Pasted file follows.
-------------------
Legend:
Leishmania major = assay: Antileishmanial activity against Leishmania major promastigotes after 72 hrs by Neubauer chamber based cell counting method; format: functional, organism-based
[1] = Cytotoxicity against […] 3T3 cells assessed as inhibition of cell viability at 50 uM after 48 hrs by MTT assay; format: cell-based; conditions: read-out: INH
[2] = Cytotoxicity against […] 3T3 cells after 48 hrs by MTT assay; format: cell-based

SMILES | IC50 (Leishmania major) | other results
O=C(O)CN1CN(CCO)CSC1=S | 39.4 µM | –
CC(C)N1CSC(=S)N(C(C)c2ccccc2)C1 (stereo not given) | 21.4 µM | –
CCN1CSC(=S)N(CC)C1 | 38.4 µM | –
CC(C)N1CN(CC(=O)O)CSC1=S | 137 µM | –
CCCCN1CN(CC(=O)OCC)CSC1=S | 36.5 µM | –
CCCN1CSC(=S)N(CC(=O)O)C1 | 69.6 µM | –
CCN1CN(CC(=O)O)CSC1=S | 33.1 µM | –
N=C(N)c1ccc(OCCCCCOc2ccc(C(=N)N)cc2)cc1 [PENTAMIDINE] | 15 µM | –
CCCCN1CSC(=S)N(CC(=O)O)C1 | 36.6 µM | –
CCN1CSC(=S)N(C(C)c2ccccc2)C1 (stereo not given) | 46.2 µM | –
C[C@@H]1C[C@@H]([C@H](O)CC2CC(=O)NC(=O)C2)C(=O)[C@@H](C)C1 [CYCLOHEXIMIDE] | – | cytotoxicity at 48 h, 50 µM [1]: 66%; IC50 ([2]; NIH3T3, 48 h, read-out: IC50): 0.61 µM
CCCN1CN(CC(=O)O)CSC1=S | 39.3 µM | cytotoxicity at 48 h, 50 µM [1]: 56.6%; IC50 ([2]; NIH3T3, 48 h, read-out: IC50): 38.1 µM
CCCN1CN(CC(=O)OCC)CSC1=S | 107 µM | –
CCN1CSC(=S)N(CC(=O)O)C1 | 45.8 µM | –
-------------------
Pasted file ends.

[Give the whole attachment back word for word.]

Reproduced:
Legend:
Leishmania major = assay: Antileishmanial activity against Leishmania major promastigotes after 72 hrs by Neubauer chamber based cell counting method; format: functional, organism-based
[1] = Cytotoxicity against […] 3T3 cells assessed as inhibition of cell viability at 50 uM after 48 hrs by MTT assay; format: cell-based; conditions: read-out: INH
[2] = Cytotoxicity against […] 3T3 cells after 48 hrs by MTT assay; format: cell-based

SMILES | IC50 (Leishmania major) | other results
O=C(O)CN1CN(CCO)CSC1=S | 39.4 µM | –
CC(C)N1CSC(=S)N(C(C)c2ccccc2)C1 (stereo not given) | 21.4 µM | –
CCN1CSC(=S)N(CC)C1 | 38.4 µM | –
CC(C)N1CN(CC(=O)O)CSC1=S | 137 µM | –
CCCCN1CN(CC(=O)OCC)CSC1=S | 36.5 µM | –
CCCN1CSC(=S)N(CC(=O)O)C1 | 69.6 µM | –
CCN1CN(CC(=O)O)CSC1=S | 33.1 µM | –
N=C(N)c1ccc(OCCCCCOc2ccc(C(=N)N)cc2)cc1 [PENTAMIDINE] | 15 µM | –
CCCCN1CSC(=S)N(CC(=O)O)C1 | 36.6 µM | –
CCN1CSC(=S)N(C(C)c2ccccc2)C1 (stereo not given) | 46.2 µM | –
C[C@@H]1C[C@@H]([C@H](O)CC2CC(=O)NC(=O)C2)C(=O)[C@@H](C)C1 [CYCLOHEXIMIDE] | – | cytotoxicity at 48 h, 50 µM [1]: 66%; IC50 ([2]; NIH3T3, 48 h, read-out: IC50): 0.61 µM
CCCN1CN(CC(=O)O)CSC1=S | 39.3 µM | cytotoxicity at 48 h, 50 µM [1]: 56.6%; IC50 ([2]; NIH3T3, 48 h, read-out: IC50): 38.1 µM
CCCN1CN(CC(=O)OCC)CSC1=S | 107 µM | –
CCN1CSC(=S)N(CC(=O)O)C1 | 45.8 µM | –